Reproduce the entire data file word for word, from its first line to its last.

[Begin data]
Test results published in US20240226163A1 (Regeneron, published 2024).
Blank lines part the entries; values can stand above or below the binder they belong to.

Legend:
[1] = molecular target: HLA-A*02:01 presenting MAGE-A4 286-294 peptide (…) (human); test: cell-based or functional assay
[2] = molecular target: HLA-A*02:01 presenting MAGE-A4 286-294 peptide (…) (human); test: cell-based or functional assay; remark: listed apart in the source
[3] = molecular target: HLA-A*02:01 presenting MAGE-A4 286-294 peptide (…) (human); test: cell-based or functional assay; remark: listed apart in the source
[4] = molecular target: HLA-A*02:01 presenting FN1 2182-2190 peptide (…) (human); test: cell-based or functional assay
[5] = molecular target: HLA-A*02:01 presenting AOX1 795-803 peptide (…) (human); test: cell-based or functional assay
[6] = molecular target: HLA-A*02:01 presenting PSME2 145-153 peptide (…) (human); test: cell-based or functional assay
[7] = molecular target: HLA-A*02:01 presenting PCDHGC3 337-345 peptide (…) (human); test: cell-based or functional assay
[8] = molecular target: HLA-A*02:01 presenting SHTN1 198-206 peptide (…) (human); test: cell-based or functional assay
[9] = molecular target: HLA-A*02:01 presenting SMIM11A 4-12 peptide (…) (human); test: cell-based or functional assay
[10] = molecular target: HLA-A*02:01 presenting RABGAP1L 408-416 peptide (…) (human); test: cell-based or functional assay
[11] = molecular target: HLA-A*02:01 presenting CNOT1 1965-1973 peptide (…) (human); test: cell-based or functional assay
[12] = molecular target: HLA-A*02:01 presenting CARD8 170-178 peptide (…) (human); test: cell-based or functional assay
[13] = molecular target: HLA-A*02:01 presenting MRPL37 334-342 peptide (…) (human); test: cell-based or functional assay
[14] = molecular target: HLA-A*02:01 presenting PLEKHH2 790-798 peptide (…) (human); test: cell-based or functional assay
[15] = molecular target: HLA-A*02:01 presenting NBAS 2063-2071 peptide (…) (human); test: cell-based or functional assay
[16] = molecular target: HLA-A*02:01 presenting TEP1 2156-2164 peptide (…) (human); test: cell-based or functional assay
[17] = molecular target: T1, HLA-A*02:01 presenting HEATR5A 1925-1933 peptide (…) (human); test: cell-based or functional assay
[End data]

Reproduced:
Test results published in US20240226163A1 (Regeneron, published 2024).
Blank lines part the entries; values can stand above or below the binder they belong to.

Legend:
[1] = molecular target: HLA-A*02:01 presenting MAGE-A4 286-294 peptide (…) (human); test: cell-based or functional assay
[2] = molecular target: HLA-A*02:01 presenting MAGE-A4 286-294 peptide (…) (human); test: cell-based or functional assay; remark: listed apart in the source
[3] = molecular target: HLA-A*02:01 presenting MAGE-A4 286-294 peptide (…) (human); test: cell-based or functional assay; remark: listed apart in the source
[4] = molecular target: HLA-A*02:01 presenting FN1 2182-2190 peptide (…) (human); test: cell-based or functional assay
[5] = molecular target: HLA-A*02:01 presenting AOX1 795-803 peptide (…) (human); test: cell-based or functional assay
[6] = molecular target: HLA-A*02:01 presenting PSME2 145-153 peptide (…) (human); test: cell-based or functional assay
[7] = molecular target: HLA-A*02:01 presenting PCDHGC3 337-345 peptide (…) (human); test: cell-based or functional assay
[8] = molecular target: HLA-A*02:01 presenting SHTN1 198-206 peptide (…) (human); test: cell-based or functional assay
[9] = molecular target: HLA-A*02:01 presenting SMIM11A 4-12 peptide (…) (human); test: cell-based or functional assay
[10] = molecular target: HLA-A*02:01 presenting RABGAP1L 408-416 peptide (…) (human); test: cell-based or functional assay
[11] = molecular target: HLA-A*02:01 presenting CNOT1 1965-1973 peptide (…) (human); test: cell-based or functional assay
[12] = molecular target: HLA-A*02:01 presenting CARD8 170-178 peptide (…) (human); test: cell-based or functional assay
[13] = molecular target: HLA-A*02:01 presenting MRPL37 334-342 peptide (…) (human); test: cell-based or functional assay
[14] = molecular target: HLA-A*02:01 presenting PLEKHH2 790-798 peptide (…) (human); test: cell-based or functional assay
[15] = molecular target: HLA-A*02:01 presenting NBAS 2063-2071 peptide (…) (human); test: cell-based or functional assay
[16] = molecular target: HLA-A*02:01 presenting TEP1 2156-2164 peptide (…) (human); test: cell-based or functional assay
[17] = molecular target: T1, HLA-A*02:01 presenting HEATR5A 1925-1933 peptide (…) (human); test: cell-based or functional assay